Cost of prescription drugs climbs

September 1, 1998

Pharmaceutical Representative

Prescription drug costs rose a record 16.1% in 1997, according to a recently released report from Express Scripts/Value Rx, St. Louis.

Prescription drug costs rose a record 16.1% in 1997, according to a recently released report from Express Scripts/Value Rx, St. Louis.

According to the report, the average wholesale price ingredient cost per member per year reached $282.48. In contrast, the cost per member per year in 1996 was $243.51; in 1993, it was $180.25.

Analysts attributed the rise to patients' increasing consumption of common products, the rising cost of prescription ingredients and a general preference for newer, more expensive products.

For example, use of common drugs, such as antihistamines, antidepressants, antihypertensives and drugs related to women's health, rose 4.5% last year. The rate of increase, Express Scripts/Value Rx reported, was more than twice the rate of increase between 1995 and 1996.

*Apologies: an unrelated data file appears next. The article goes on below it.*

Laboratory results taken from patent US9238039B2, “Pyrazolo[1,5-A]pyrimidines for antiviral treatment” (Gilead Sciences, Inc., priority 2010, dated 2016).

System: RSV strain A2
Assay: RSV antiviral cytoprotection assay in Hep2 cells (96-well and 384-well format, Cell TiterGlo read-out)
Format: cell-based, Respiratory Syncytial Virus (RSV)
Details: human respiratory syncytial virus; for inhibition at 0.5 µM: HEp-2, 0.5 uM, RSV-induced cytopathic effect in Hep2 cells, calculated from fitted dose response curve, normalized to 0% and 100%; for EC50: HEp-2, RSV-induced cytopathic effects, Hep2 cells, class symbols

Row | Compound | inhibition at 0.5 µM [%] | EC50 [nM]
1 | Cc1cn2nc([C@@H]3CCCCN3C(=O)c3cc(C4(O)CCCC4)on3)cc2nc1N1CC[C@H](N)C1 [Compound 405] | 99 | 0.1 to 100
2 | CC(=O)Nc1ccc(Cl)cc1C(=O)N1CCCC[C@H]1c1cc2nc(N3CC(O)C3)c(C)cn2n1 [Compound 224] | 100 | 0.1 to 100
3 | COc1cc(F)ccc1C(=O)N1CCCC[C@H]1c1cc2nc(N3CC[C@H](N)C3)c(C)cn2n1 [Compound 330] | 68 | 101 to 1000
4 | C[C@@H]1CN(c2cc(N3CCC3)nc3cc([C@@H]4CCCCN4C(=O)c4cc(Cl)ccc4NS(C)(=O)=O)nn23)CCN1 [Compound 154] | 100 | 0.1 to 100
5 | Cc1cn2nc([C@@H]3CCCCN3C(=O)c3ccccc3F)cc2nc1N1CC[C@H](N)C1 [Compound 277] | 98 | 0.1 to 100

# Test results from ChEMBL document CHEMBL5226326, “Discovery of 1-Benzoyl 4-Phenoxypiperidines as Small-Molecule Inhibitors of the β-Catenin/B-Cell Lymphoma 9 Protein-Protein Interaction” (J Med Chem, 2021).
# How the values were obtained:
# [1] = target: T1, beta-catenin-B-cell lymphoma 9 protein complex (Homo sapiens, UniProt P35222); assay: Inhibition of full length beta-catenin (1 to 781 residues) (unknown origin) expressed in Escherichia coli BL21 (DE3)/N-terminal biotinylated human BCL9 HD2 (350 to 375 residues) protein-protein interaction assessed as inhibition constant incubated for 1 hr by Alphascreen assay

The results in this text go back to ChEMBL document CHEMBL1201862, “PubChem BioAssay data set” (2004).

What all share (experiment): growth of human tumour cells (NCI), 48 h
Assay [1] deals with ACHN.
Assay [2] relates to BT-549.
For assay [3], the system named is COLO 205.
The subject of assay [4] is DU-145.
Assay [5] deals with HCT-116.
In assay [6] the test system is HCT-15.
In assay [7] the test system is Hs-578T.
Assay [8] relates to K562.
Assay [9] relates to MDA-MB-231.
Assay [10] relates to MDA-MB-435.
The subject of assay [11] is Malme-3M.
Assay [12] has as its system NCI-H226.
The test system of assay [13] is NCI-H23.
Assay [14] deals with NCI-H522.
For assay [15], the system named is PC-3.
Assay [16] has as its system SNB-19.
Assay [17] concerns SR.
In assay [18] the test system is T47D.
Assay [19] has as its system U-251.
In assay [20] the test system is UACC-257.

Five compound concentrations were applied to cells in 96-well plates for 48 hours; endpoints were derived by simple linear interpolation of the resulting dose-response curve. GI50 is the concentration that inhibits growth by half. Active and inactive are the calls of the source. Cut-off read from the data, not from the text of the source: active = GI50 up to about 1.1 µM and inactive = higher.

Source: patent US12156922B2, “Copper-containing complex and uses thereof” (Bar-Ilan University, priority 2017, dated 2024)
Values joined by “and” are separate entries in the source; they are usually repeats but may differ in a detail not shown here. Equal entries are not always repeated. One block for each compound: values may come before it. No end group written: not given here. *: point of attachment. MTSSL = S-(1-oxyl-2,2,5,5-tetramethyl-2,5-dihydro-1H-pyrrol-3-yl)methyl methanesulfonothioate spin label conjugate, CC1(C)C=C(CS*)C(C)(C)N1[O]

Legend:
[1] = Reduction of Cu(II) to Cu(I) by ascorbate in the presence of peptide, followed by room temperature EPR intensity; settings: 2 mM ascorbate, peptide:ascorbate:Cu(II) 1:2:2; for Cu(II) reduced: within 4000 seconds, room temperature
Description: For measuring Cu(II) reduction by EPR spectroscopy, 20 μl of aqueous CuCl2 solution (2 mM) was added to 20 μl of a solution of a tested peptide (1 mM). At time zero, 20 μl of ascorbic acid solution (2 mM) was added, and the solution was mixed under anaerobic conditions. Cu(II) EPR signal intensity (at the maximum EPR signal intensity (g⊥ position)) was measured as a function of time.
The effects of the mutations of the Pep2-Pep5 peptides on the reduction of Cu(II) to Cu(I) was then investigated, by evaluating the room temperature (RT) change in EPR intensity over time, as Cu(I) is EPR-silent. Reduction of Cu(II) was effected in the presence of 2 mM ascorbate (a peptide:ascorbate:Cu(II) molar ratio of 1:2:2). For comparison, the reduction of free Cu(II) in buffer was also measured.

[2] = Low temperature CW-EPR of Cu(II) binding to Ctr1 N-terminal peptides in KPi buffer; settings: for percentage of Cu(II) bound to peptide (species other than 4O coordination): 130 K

"We believe prescription drug costs will continue to grow by 12% and 16% for the remainder of the millennium," predicted Barrett Toan, the CEO of Express Scripts/Value RX.

Reports of small increases from the first quarter of 1998 to the second quarter appear to support an incline in prices. Plymouth Meeting, PA-based IMS Health reported that the annual rate of change for prices of branded pharmaceuticals were up 0.3% points in May, and that the current rate of change is 0.5% higher than annual figure reported for the first quarter of May.

However, Myron Holubiak general manager of The Plymouth Group, IMS Health's consulting arm, disputed the notion that prices are rising significantly.

"Contrary to recent reports of double-digit increases for prescription drugs, the industry has maintained a conservative posture in drug price increases," Holubiak said. "It's questionable if the market basket approach reflects the true impact of drugs since the newer therapies may be providing significant incremental benefit that is not captured in these types of analyses." PR